Black disfranchisement took up much of the convention's time and was the subject of considerable debate, but it was not the only issue. Determined to preserve a status quo under which they had prospered, Bourbons refused to raise the tax ceiling to provide more funds for state and local governments and did not lift restrictions on state support for internal improvements. Counties could use local funds to build roads, bridges and public buildings, but limits placed on what they could borrow made such projects difficult to carry out.
Put simply, state and local governments would remain starved for revenue, and the service they provided, especially in education, would be underfunded for the foreseeable future.
One interesting aside..... the literacy requirements and other tests for voting were going to penalize poor whites just as much as black voters, so the writers placed several "exceptions" into the voting requirements:
Poor whites who might have been disqualified were allowed to slip through if they or an ancestor had served in the military (the "grandfather clause") or, failing that, if they were of "good character" and understood "the duties of citizenship in a republican form of government" - qualifications that black Alabamians at the whim of white election officials had little hope of meeting.
Now, when I hear that something has been "grandfathered in" on existing legislation or ordinances, I'll always think of Alabama's 1901 Constitution.
Once written, it had to be ratified. Under the banner of "White Supremacy, Honest Elections and the New Constitution," the Democrats rallied their forces. Opposition came from those who saw that, in time, suffrage restrictions would be applied to poor whites as well as to blacks. But opponents seemed to know that no matter how many votes their side received, the Black Belt would deliver more.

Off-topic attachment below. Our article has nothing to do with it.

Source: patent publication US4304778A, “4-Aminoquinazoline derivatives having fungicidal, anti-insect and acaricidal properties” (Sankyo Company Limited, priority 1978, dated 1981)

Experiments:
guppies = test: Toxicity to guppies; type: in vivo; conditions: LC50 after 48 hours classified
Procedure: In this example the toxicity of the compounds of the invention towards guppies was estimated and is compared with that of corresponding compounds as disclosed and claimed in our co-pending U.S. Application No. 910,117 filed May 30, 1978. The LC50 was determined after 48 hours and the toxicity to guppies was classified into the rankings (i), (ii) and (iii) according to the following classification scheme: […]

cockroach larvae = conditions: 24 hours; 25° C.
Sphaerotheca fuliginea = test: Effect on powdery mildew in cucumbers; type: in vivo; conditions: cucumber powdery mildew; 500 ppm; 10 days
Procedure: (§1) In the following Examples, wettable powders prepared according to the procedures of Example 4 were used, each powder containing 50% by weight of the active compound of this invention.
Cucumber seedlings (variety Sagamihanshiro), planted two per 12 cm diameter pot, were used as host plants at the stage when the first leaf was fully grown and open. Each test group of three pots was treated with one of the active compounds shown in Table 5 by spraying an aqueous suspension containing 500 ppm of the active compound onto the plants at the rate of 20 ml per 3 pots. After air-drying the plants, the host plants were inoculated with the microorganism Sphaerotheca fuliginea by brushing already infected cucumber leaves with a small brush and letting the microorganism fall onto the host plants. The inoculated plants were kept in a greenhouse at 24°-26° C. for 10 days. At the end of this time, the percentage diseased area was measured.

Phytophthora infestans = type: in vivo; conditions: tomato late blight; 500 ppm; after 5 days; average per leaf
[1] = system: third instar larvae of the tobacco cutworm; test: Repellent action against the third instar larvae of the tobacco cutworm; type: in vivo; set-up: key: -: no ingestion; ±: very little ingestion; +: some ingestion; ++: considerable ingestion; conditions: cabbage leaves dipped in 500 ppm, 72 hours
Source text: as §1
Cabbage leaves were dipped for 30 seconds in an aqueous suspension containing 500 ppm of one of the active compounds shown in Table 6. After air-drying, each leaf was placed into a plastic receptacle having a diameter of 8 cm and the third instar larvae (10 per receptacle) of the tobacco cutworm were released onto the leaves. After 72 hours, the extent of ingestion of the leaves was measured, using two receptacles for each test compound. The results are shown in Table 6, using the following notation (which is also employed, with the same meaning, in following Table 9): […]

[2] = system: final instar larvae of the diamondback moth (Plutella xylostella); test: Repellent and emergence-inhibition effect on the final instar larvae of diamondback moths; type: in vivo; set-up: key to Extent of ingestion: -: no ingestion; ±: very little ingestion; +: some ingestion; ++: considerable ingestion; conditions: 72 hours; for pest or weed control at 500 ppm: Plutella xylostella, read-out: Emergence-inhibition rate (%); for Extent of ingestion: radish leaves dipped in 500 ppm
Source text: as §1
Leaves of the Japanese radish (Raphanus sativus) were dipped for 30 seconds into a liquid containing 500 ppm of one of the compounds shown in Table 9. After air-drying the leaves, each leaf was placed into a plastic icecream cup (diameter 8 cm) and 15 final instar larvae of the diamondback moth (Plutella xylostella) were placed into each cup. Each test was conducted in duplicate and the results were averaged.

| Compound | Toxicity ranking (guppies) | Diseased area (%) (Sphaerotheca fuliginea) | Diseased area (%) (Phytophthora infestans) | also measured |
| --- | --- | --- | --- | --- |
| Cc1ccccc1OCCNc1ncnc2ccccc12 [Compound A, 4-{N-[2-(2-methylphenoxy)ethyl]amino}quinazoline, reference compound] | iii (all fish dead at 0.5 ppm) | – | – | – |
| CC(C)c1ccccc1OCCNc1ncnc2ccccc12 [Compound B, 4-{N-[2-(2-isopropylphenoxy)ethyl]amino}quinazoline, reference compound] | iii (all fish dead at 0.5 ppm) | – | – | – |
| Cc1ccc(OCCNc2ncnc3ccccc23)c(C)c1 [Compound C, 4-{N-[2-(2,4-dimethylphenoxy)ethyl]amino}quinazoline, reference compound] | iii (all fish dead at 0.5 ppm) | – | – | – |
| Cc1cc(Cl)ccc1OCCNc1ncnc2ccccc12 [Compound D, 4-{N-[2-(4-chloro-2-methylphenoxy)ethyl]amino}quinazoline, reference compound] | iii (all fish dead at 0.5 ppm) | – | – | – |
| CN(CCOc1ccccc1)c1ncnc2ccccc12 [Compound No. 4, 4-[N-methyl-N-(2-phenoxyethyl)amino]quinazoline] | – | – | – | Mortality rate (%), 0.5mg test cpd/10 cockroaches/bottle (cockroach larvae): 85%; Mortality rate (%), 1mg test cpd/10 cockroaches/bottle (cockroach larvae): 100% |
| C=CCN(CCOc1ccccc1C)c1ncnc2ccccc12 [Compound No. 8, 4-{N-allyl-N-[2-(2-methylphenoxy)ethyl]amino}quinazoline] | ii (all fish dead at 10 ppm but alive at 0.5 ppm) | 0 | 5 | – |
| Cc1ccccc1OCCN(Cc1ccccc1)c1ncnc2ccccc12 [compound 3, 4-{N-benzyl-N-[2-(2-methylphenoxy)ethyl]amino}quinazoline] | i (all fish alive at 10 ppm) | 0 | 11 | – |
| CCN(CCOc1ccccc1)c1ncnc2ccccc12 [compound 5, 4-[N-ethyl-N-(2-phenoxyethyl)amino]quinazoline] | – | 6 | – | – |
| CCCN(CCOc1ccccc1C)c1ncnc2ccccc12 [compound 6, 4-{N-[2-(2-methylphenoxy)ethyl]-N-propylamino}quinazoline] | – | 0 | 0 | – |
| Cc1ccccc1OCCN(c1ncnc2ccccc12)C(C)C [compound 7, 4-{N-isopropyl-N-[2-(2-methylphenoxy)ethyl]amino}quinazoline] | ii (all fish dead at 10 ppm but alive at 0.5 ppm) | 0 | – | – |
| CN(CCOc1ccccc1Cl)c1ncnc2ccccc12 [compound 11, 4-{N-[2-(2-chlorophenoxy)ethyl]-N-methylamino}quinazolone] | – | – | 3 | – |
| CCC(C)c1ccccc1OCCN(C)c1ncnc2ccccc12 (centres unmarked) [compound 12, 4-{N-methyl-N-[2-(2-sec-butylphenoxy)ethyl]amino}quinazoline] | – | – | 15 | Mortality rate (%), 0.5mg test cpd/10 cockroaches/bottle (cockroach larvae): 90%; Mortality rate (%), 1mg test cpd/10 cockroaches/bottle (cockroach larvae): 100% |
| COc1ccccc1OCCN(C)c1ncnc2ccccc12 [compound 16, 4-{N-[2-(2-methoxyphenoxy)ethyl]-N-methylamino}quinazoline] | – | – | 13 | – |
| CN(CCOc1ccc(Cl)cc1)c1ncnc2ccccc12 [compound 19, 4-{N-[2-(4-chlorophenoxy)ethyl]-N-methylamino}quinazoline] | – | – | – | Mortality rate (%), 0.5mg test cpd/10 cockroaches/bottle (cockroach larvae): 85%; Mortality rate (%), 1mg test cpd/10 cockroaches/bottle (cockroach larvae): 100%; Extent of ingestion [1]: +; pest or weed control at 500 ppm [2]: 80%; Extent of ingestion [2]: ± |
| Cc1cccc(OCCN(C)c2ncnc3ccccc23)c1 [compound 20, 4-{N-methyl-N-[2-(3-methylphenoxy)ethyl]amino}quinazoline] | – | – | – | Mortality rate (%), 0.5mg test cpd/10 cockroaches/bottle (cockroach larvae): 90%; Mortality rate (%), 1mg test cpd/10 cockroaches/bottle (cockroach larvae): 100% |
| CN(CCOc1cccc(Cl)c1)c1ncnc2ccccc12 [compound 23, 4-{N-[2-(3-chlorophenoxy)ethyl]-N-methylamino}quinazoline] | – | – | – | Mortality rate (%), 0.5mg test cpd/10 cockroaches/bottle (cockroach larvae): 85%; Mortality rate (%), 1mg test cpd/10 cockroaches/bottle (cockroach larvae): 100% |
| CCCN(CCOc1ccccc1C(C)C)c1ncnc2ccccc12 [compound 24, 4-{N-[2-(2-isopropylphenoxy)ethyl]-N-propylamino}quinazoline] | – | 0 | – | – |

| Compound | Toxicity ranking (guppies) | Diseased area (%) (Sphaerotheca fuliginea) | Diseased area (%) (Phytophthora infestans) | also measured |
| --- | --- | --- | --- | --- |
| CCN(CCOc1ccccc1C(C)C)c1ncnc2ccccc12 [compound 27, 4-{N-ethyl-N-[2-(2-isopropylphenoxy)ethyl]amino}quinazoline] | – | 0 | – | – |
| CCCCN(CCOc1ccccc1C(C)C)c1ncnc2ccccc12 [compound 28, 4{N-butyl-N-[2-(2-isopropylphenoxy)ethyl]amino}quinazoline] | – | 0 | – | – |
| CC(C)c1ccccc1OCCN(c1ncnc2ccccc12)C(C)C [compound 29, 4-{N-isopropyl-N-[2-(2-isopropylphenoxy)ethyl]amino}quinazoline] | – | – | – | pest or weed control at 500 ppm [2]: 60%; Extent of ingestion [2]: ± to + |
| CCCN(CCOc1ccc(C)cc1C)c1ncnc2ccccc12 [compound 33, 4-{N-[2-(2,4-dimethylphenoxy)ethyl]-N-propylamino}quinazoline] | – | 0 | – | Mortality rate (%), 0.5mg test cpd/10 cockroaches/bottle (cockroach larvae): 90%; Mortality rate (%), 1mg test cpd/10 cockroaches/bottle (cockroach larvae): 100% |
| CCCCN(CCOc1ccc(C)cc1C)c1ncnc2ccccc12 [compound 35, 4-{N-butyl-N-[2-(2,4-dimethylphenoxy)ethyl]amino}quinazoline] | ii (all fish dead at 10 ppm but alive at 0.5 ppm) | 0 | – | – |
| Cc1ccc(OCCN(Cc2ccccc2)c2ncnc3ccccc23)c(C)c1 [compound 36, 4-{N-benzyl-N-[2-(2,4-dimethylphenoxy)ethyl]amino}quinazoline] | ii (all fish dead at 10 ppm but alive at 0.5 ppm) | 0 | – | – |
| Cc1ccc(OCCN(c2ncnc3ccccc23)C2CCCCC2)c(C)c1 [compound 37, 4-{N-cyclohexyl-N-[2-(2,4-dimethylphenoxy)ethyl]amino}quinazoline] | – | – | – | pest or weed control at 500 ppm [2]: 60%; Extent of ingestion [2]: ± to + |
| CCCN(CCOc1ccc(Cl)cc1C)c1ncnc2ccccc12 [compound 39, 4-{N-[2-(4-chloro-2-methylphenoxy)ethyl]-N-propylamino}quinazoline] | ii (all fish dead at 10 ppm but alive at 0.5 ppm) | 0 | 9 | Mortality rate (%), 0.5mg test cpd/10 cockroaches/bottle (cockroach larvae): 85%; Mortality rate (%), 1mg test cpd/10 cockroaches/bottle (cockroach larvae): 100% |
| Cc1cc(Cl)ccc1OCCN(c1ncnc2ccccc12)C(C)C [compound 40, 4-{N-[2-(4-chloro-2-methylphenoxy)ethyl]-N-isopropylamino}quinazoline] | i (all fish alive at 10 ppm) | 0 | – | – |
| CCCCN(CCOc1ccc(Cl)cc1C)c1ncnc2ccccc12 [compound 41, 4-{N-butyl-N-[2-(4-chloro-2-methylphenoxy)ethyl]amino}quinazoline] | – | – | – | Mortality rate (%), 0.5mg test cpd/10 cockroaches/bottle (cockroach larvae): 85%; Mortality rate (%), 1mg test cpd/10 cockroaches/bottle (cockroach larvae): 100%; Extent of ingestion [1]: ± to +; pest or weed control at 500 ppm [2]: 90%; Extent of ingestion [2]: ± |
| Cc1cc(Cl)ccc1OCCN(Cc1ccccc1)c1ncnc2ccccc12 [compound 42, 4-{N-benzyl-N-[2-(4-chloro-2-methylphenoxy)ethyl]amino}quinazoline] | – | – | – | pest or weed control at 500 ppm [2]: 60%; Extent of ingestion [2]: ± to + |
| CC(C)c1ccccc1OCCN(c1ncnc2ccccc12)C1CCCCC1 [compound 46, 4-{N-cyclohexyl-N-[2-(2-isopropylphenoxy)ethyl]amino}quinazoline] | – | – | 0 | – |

They were right.
The constitution was ratified 108,613 to 81,734 - a majority of 26,879. Outside the Black Belt, the constitution lost, but in the plantation counties, ratification got the votes to turn the tide.
And what's the result? Hill Carmichael, a great-grandson of one of the signers - Archibald Hill Carmichael - is one of the leading proponents for constitution reform in Alabama. In a 2007 op-ed piece he said:
The 1901 Constitution is no more personal to me than it is to hundreds of local leaders in Alabama who cannot do what they know is best for their cities and counties without first asking Montgomery for permission.
- It is personal to the thousands of Alabamians who, as they struggle to make ends meet, are forced to pay absurdly high sales taxes on basic necessities like food, medicine and baby supplies.
- It is personal to the public schoolteacher who holds her breath and crosses her fingers every year, hoping and praying that our highly volatile tax revenues are high enough to avoid another year of proration and outdated textbooks.
- And it is very personal to the thousands of schoolchildren languishing in underfunded schools in the Black Belt, for whom the American Dream will be deferred until the adults decide to scrap a system of taxation that is doing exactly what it was designed to do: keep the wealthy landowners in their rural counties from paying their fair share of taxes.
The Constitution of 1875 wasn't great. It concentrated power in Montgomery, robbing cities and counties of local control. Indeed, in 1900, there was already grumbling that "local bills" consumed the Legislature's time instead of dealing with pressing state matters.
But the framers of the 1901 Constitution refused to fix even that. They took a bad document and made it even worse. And they made it almost impossible to change the system.
Thus, Alabama has been burdened throughout the 20th Century with a document that should have shamed people who lived hundreds of years before. It's 2010 and - look! - we still have it, and not a single candidate for governor is willing to be the champion for reform.
It's time for citizens to say no. Yes, Alabama has pressing issues: education, economic development, transportation.... and every single effort to address them on the state and local level is hamstrung by our 1901 Constitution. Until we fix it, the state will continue to be almost ungovernable and the political system resistant to citizens' initiatives and calls for reform. I'll let Hill Carmichael have the last word on this:
By our complacency, we reratify the 1901 Constitution every year.